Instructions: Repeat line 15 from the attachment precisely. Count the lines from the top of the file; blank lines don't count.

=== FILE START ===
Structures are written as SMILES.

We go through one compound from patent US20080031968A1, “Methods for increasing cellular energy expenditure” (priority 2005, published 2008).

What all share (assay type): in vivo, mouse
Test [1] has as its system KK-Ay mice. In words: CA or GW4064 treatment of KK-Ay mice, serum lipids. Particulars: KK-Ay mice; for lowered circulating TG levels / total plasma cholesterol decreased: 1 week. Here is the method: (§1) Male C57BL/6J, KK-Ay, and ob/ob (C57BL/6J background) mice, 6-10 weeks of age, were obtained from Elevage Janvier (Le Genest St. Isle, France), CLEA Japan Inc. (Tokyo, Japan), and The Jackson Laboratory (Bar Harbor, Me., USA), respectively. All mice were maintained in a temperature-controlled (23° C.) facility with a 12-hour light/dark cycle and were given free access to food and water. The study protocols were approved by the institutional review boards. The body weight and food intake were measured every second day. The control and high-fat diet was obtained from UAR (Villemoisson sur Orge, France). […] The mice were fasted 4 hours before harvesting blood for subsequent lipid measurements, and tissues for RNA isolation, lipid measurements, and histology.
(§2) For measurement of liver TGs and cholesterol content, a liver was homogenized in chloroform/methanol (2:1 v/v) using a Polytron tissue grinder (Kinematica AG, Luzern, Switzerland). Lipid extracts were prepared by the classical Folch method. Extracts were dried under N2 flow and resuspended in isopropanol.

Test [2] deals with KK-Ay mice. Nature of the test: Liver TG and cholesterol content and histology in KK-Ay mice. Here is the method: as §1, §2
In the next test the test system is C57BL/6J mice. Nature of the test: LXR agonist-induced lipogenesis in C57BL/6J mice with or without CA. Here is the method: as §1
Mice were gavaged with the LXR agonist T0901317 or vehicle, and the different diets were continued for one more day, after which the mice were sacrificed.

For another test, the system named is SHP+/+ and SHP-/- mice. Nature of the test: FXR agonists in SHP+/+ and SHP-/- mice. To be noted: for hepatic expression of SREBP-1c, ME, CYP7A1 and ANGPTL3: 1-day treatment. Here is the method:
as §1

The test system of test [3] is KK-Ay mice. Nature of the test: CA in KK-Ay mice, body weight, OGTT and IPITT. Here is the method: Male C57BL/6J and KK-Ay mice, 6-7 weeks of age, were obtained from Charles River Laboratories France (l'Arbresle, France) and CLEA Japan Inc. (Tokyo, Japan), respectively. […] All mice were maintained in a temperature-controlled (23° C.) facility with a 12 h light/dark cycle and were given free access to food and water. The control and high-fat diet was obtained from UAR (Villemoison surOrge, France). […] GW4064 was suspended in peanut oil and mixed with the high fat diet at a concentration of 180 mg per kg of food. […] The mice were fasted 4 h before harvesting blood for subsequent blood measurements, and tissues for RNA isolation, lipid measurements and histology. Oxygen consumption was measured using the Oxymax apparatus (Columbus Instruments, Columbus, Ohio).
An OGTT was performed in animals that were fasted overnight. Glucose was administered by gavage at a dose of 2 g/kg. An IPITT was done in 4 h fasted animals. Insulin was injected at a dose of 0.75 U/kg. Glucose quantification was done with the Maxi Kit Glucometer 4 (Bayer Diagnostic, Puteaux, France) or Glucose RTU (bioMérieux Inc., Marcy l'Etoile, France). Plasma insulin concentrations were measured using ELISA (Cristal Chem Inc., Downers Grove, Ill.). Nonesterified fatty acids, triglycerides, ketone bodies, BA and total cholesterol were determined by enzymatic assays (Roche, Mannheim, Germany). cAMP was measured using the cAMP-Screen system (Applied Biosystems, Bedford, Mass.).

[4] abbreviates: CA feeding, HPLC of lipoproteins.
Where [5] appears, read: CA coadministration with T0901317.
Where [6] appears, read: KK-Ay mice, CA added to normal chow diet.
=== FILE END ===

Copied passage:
Where [6] appears, read: KK-Ay mice, CA added to normal chow diet.